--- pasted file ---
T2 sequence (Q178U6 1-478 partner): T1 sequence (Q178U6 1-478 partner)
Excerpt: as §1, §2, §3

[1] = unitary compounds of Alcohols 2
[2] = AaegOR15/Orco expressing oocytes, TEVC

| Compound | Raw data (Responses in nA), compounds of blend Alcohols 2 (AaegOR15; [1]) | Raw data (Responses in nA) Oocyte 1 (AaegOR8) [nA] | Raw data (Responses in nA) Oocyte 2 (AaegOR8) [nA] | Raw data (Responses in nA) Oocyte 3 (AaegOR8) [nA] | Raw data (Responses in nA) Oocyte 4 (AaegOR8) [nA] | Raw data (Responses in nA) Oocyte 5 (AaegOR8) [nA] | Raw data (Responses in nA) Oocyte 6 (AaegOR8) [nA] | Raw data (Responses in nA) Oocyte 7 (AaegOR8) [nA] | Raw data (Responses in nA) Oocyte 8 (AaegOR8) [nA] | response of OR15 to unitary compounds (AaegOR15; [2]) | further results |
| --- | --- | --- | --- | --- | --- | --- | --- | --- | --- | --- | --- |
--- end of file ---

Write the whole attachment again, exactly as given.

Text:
T2 sequence (Q178U6 1-478 partner): T1 sequence (Q178U6 1-478 partner)
Excerpt: as §1, §2, §3

[1] = unitary compounds of Alcohols 2
[2] = AaegOR15/Orco expressing oocytes, TEVC

| Compound | Raw data (Responses in nA), compounds of blend Alcohols 2 (AaegOR15; [1]) | Raw data (Responses in nA) Oocyte 1 (AaegOR8) [nA] | Raw data (Responses in nA) Oocyte 2 (AaegOR8) [nA] | Raw data (Responses in nA) Oocyte 3 (AaegOR8) [nA] | Raw data (Responses in nA) Oocyte 4 (AaegOR8) [nA] | Raw data (Responses in nA) Oocyte 5 (AaegOR8) [nA] | Raw data (Responses in nA) Oocyte 6 (AaegOR8) [nA] | Raw data (Responses in nA) Oocyte 7 (AaegOR8) [nA] | Raw data (Responses in nA) Oocyte 8 (AaegOR8) [nA] | response of OR15 to unitary compounds (AaegOR15; [2]) | further results |
| --- | --- | --- | --- | --- | --- | --- | --- | --- | --- | --- | --- |